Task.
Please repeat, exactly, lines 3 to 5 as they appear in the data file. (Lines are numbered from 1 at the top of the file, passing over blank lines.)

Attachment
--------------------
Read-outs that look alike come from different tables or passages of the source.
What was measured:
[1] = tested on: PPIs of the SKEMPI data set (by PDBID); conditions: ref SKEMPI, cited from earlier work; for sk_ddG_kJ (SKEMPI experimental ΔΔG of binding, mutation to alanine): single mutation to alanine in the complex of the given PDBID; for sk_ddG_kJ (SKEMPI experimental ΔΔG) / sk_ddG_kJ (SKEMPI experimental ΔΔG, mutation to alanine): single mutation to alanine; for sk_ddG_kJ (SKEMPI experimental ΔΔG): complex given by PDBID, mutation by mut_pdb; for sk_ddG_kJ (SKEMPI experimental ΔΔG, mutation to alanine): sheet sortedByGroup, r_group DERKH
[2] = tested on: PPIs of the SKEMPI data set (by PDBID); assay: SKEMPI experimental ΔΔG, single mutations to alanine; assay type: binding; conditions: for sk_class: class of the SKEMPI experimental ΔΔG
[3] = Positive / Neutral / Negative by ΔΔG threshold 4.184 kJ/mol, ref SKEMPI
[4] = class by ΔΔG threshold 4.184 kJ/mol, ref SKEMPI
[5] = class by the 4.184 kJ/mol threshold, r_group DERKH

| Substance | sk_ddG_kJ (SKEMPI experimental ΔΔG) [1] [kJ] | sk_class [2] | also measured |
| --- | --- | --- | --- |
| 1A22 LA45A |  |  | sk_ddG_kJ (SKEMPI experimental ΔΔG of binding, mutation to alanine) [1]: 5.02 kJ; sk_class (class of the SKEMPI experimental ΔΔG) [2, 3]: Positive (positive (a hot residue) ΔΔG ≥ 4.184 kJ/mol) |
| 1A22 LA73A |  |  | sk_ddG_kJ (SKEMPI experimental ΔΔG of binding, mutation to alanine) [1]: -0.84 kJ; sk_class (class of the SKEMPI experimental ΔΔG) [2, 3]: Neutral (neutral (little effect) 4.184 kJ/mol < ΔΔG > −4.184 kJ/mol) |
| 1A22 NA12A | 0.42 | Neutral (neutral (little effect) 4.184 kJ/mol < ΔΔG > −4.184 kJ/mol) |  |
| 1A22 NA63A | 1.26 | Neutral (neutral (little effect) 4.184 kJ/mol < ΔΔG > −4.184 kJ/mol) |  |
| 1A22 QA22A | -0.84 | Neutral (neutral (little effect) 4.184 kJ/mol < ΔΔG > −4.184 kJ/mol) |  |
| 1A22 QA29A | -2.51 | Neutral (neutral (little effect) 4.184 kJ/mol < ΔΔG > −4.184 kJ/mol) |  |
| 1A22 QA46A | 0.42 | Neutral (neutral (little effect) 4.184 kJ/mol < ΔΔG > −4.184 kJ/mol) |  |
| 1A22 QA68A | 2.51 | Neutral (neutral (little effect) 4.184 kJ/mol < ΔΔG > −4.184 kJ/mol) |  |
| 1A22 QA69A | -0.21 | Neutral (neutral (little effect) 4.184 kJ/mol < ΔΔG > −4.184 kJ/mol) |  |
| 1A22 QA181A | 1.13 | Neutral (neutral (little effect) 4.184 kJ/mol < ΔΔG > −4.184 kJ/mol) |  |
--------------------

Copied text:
[1] = tested on: PPIs of the SKEMPI data set (by PDBID); conditions: ref SKEMPI, cited from earlier work; for sk_ddG_kJ (SKEMPI experimental ΔΔG of binding, mutation to alanine): single mutation to alanine in the complex of the given PDBID; for sk_ddG_kJ (SKEMPI experimental ΔΔG) / sk_ddG_kJ (SKEMPI experimental ΔΔG, mutation to alanine): single mutation to alanine; for sk_ddG_kJ (SKEMPI experimental ΔΔG): complex given by PDBID, mutation by mut_pdb; for sk_ddG_kJ (SKEMPI experimental ΔΔG, mutation to alanine): sheet sortedByGroup, r_group DERKH
[2] = tested on: PPIs of the SKEMPI data set (by PDBID); assay: SKEMPI experimental ΔΔG, single mutations to alanine; assay type: binding; conditions: for sk_class: class of the SKEMPI experimental ΔΔG
[3] = Positive / Neutral / Negative by ΔΔG threshold 4.184 kJ/mol, ref SKEMPI